In past articles we have profiled different methods for building artificial rockwork, including:
- building frames with rebar and lath, applying concrete over them, and hand carving shapes and textures
- making glass-fiber-reinforced concrete (GFRC) precast panels and erecting them on the jobsite
- using polymer cement mixtures rated for vertical application that can be built up to 2-inch thicknesses for vertical applications and stamped and textured to provide a unit masonry look.
Another method that also uses polymer cements is to mix polystyrene fine aggregates with port-land cement and polymer modifiers to create a mix that is very light and can be applied to vertical areas without sagging. Troy Epping, regional sales manager for Boulder Image, Phoenix, says that using this process they start by constructing a very basic shape for the rockscape. “Rubble that ends up in landfills, like broken concrete, concrete blocks, and foam can be used to do this,” he says. It doesn't have to be compacted because it only provides support during the construction process.” The elevation, length, and width of a rock formation are established in this part of the process. Blocks of polystyrene foam can also be used as filler material, and they are often added to form individual rock shapes. The polystyrene foam is often cut into shapes with chain saws and saber saws. There is no effort to cut them into realistic rock shapes.
After rough dimensional shapes are worked out, a filler mix weighing only 13 pounds per cubic foot (normal concrete mixes are approximately 145 pounds per cubic foot) is applied. Epping says his company uses recycled polystyrene foam to manufacture the 1/8-inch-minus aggregate for their mix. Batches are mixed in small jobsite electric paddle mixers or pan mixers, and workers, wearing long rubber gloves, hand apply it and work out basic shapes. In a single application they can build up a 3-inch thickness. Additional applications can be added to help refine the rock shapes.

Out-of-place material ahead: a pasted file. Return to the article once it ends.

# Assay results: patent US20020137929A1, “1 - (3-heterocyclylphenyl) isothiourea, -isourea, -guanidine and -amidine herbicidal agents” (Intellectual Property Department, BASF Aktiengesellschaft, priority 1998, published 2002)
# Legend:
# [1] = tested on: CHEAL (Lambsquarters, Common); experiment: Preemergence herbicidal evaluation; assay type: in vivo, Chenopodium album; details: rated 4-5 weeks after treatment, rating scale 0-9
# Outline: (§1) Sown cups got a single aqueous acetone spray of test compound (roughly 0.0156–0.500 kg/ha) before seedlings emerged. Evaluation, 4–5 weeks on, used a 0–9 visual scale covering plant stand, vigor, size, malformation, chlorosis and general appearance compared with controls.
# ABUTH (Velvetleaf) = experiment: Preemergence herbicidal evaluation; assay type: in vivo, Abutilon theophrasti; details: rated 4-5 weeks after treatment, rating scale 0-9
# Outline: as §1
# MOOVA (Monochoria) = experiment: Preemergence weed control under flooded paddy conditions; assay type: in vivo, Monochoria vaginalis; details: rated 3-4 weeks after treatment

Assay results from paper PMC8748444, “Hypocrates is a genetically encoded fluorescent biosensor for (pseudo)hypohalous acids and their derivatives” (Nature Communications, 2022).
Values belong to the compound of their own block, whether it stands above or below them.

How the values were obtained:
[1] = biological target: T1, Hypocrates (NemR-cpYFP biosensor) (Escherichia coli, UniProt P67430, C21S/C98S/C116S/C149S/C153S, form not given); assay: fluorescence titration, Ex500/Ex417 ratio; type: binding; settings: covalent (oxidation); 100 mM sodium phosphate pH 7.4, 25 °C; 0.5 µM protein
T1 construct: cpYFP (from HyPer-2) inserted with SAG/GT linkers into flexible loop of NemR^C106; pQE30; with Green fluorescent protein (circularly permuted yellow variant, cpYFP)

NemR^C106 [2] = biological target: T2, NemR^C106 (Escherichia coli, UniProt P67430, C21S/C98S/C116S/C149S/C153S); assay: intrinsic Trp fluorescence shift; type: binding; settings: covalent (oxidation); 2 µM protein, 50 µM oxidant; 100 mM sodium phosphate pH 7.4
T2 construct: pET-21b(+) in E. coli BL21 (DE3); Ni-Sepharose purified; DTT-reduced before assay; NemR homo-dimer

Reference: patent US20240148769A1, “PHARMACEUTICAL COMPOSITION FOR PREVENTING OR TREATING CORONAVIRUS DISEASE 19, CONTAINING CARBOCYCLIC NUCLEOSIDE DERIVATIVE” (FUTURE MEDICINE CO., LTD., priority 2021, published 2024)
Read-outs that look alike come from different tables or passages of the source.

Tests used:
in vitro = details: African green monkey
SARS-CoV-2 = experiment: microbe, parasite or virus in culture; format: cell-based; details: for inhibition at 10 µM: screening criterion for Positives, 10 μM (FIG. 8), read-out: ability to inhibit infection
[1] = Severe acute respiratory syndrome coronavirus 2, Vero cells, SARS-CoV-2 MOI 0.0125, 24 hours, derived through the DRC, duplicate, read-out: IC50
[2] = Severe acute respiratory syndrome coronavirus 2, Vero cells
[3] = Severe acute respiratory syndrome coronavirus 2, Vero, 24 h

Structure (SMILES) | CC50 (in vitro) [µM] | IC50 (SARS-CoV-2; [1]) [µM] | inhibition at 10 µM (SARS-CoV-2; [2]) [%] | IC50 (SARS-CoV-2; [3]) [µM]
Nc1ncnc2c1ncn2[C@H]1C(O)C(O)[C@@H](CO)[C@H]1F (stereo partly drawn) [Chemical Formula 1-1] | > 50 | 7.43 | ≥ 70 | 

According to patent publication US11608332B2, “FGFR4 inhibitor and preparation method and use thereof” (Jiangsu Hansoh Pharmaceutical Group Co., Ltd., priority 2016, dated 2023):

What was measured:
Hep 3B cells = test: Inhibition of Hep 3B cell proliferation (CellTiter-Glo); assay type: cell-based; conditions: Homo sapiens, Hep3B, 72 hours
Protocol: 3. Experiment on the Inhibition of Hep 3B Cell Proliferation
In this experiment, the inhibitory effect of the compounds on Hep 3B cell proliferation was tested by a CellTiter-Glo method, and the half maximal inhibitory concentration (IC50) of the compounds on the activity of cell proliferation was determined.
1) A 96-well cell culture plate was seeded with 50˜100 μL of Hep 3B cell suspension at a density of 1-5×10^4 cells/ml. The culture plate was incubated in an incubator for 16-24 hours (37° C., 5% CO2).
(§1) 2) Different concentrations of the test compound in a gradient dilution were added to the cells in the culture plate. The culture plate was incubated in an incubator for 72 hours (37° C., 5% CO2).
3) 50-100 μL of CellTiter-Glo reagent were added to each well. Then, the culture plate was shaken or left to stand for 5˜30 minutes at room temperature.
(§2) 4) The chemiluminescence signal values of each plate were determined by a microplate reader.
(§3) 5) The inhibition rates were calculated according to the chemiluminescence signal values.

When workers achieve the basic shapes, an application of polymer cement with sand aggregates is the next step. They use texture skins or rubber gloves to add refinements to both shape and texture. This cement mix can reach strengths between 5000 and 8000 psi, depending on the mix used. This helps create the different shading effects when you color the new rocks and maintains the imperfections you see in natural boulders, says Epping
Epping says there are a number of techniques and products available for coloring finished rockwork to provide realistic appearances. They include chemical- and water-based stains, water-based acrylics, and dry pigments that can be applied by hand or with basic spray bottles and airless sprayers. Virtually any natural rock can be replicated.
Typically, a concrete footing is used where a running water feature will be located. Epping says this is important since Mother Nature creates temperature changes and freeze/thaw movement. The polystyrene cement mix has an R-8 insulation value, and the filler material even helps to prevent damage to water supplies. He adds that trouble-free applications have been in place for eight years all over the United States.
This method of doing rockwork is frequently used around swimming pools, hot-tubs, waterfalls and water features, wine cellars, barbecues, and even mailboxes, and the look is entirely dependent on the creative skills of the contractor. Typical costs to consumers range from $35 to $70 per cubic foot.